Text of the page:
It will still, however, re-encode on export so cannot be technically lossless—another new feature, however, is the ...
Audio tracks can be removed from QuickTime movies using Automator.
will remove the audio track from all the files in the Movies folder on the desktop.
Note this will remove the audio tracks in situ so please take a copy of them if you want to keep the audio.
For those wanting to record their voice or the sounds coming from the speakers...
No extra software is required.
You just need to click the little arrow to the right of the record button and change it from None to Internal Microphone.
Not sure why this is defaulted to None but I was caught by surprise when I changed from an old Macbook to a new one with a ...
VLC for macOS is the video player you are looking for. It includes support for wide variety of audio and video codecs. Get the latest version from the download page or install via Homebrew by running:
brew cask install vlc
Once installed, open VLC Preferences by going to VLC → Preferences in the Menu bar or using the keyboard shortcut Command + ,. Click ...
Turns out this is actually possible by employing a double link trick. In the terminal:
$ cd ~/Library/Containers/com.apple.QuickTimePlayerX
$ mv Data Data_bak
$ ln -s /Volumes/SSD/QuicktimeScratch DataSSD
$ ln -s DataSSD Data
and voila! This sets up Data as a link pointing to the local DataSSD file, which in turn is a link pointing to the actual SSD ...
Try this script:
tell application "QuickTime Player"
set newScreenRecording to new screen recording
tell last item of documents
It will make a new recording for 3 seconds (edit the delay 3 line to change the length), which gets ...
I regularly watch MKV files with H.264 1080p video on my retina MBP 15" (late 2013, Intel GPU only), and up until now, I did so using the latest version of VLC. Unfortunately the battery drains pretty quickly with this setup and I decided to investigate alternatives. In trying to be a little scientific, I created a spreadsheet listing the CPU time used (...
I made a graphical tool that uses ffmpeg to let you losslessly trim videos by selecting the start and end points on the timeline:
It is open source and cross platform.
You have inadvertently wandered into the murky realm of video codecs.
The screen recording you made with Quicktime was initially saved using the extremely efficient H.264 compression algorithm.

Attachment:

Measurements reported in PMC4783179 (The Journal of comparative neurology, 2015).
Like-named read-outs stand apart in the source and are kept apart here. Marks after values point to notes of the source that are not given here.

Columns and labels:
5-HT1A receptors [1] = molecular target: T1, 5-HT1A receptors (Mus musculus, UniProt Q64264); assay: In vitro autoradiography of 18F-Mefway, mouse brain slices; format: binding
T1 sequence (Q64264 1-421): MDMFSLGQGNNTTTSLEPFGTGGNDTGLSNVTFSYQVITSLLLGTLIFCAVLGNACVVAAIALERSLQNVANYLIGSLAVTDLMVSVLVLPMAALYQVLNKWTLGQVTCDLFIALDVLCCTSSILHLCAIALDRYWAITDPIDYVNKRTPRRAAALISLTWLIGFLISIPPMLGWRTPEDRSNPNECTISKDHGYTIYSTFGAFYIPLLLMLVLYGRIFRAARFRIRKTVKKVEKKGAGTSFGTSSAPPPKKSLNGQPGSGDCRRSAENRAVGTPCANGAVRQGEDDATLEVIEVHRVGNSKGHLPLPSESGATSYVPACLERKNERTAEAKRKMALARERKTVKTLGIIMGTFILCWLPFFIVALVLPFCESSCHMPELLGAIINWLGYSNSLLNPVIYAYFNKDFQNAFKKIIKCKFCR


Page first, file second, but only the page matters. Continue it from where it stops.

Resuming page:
H.264 is a codec optimised for distribution of video. It is designed to store video using the least possible amount of data at the cost of using a lot of CPU time ...
Quicktime Player (X or version 7) doesn't support playlists to my knowledge. You could add the files to a playlist in iTunes, or download VLC. I'd highly recommend VLC, it's free, it can tackle pretty much any format you can throw at it (including .mov), and you can just drag and drop files to a playlist to queue them up very simply.
If you create your own movie player using the QuickTime Framework it's possible to add whatever functionality you want. QuickTime Player itself does not appear to offer playlist capability on Mac OS X. Here's a few screen captures of my movie player using a playlist:
Quicktime 7 Pro ($30)
Open your video. If you want to see the exact frame number: in the lower left, click on the timer to switch to "Frame Number" display.
Select the start point (type i when you are there) and end point (type o when you are there).
Move one frame at a time with the arrow keys; or drag the little handles on the bottom. (Here we see ...
I use mplayer in its Cocoa form MplayerX like VLC it can't edit the video but just plays it. (There is a version in the Mac App Store but it is old as Apple does not now allow some of the functions the are needed (although I had no issues with it until I upgraded to Yosemite)
To increase speed go to AVS->Increase Speed (or decrease) or ⌘] or ⌘[
I prefer ...